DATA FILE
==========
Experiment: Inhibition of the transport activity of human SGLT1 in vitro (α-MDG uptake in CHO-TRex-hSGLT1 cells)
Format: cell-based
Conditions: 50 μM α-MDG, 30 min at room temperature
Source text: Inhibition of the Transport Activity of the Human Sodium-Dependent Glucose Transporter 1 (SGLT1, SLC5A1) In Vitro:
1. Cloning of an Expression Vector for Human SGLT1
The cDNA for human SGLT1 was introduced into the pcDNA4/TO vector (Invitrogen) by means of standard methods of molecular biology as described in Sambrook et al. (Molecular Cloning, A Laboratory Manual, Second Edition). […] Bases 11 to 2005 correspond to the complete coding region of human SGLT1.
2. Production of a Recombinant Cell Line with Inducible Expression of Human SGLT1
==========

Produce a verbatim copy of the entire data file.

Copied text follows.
Experiment: Inhibition of the transport activity of human SGLT1 in vitro (α-MDG uptake in CHO-TRex-hSGLT1 cells)
Format: cell-based
Conditions: 50 μM α-MDG, 30 min at room temperature
Source text: Inhibition of the Transport Activity of the Human Sodium-Dependent Glucose Transporter 1 (SGLT1, SLC5A1) In Vitro:
1. Cloning of an Expression Vector for Human SGLT1
The cDNA for human SGLT1 was introduced into the pcDNA4/TO vector (Invitrogen) by means of standard methods of molecular biology as described in Sambrook et al. (Molecular Cloning, A Laboratory Manual, Second Edition). […] Bases 11 to 2005 correspond to the complete coding region of human SGLT1.
2. Production of a Recombinant Cell Line with Inducible Expression of Human SGLT1